Dallas (Thursday, April 12, 2012)– The RTCC (Real Time Crime Center) of the Philadelphia Police Department today launched iWatchPhiladelphia, a mobile app and “Centralized Investigational Dashboard” (CID) software suite that lets any citizen to report suspected criminal activities, respond to police requests for information, or submit photos or videos anonymously from smartphones directly to the officers investigating a specific crime.
Traditionally, many metro police departments have been reluctant to issue public appeals for crime tips because tips hotlines tend to generate an overwhelming number of phone calls, most of them unrelated to the crime. Officers had to listen carefully to each call, write down the call’s content, and make a decision on which calls might have some relevance to the case – a process which was costly in terms of time and staff resources and could compromise investigational integrity.
But in light of current events, technology that uses crime tipping as an alternative to vigilante justice is a Policing breakthrough. The iWatch program makes the weapon an app, not a gun, while allowing Police to educate Neighborhood watch groups to send their tips and images, to not engage themselves in police matters.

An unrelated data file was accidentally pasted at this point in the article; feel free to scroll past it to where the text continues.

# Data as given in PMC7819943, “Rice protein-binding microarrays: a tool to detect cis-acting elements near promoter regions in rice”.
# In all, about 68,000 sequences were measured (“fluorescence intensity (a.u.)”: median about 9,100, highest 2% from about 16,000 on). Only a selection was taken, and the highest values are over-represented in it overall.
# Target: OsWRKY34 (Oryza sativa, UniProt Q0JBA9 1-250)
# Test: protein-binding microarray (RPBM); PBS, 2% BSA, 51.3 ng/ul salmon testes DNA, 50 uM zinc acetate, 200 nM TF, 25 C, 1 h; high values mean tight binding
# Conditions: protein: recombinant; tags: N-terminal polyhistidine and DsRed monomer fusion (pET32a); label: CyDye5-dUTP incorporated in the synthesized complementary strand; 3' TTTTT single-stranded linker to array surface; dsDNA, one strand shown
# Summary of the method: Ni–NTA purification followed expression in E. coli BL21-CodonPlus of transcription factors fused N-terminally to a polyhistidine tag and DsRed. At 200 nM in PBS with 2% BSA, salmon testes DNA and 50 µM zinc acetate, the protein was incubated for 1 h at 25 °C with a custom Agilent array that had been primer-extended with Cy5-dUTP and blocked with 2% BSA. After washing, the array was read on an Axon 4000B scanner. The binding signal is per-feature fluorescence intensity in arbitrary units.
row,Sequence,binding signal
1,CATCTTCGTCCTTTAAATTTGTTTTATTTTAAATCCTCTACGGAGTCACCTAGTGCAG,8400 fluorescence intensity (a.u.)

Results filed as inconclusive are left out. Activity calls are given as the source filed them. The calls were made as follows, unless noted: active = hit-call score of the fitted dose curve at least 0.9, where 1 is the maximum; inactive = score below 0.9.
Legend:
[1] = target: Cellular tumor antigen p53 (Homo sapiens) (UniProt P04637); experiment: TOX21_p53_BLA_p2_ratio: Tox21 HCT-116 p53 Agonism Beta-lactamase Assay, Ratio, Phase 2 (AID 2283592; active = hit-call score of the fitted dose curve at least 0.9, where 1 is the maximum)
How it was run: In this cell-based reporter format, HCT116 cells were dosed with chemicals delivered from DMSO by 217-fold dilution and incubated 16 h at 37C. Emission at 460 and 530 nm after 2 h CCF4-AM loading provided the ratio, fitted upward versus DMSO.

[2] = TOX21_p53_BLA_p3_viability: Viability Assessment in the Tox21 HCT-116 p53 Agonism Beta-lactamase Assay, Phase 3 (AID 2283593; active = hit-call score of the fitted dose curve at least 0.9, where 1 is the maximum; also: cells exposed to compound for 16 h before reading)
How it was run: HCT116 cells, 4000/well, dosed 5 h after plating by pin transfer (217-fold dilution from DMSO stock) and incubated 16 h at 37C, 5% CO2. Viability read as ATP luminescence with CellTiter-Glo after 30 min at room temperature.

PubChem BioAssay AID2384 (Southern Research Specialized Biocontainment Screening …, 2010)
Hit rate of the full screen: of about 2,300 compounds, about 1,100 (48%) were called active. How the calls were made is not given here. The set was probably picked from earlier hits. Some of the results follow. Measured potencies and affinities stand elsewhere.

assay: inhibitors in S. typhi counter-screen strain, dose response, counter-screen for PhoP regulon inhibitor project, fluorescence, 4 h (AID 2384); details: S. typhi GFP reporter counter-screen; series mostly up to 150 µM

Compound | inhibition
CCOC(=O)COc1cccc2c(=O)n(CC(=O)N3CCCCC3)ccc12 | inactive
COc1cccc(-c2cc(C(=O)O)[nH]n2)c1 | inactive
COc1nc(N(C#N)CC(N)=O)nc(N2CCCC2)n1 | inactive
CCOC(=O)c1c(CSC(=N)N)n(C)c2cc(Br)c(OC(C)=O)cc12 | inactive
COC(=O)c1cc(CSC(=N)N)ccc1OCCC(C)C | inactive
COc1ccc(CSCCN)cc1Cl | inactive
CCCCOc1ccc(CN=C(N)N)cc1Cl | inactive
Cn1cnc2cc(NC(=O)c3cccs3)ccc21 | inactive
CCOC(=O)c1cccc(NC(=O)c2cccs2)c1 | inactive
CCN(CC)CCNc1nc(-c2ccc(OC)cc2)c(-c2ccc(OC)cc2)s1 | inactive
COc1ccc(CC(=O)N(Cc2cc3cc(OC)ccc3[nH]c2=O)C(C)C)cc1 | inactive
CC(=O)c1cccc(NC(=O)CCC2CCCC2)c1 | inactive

Dallas TX citizens have been using the crime mapping and public notification/alerting portions of the product suite since December 2007 and became the first city with an iWatch App in October 2010.
Now the company reports customers across the U.S., with more each day.
Elliott notes that growth has been very positive: “Citizens are using iWatch through Sheriff’s offices, Police Departments, Private Security Firms, Transportation for Trucking , Rail & Air Security along with Universities, Middle Schools and High Schools.”
He continues, “Communities in Connecticut, Pennsylvania, Minnesota, Illinois and Texas harness the observational powers of nearly 15 million citizen using iWatch. Almost every phone and nearly every carrier can support iWatch apps, enabling nearly any police department to monitor the city for criminal activity with our product.”
Rochelle Billal of the Guardian Civic League, in Philadelphia offered these remarks. “Say that you see a strange truck going slowly up and down the alley. You don’t know that the driver is up to something, so you don’t call 911 because it isn’t an emergency and you realize that the truck will be long gone by the time an officer can be dispatched. So, you snap a smartphone photo of the truck and its license plate, and go on about your business.
Later, you receive an e-mail or text message from the police saying that a house down the alley has been broken into. You can immediately respond by sending that smartphone photo directly to the officers investigating the incident in your neighborhood,”
Once the tip is received, location data can display the exact location and time of the photo and can be integrated with License Plate Recognition software to detect and investigate the vehicle.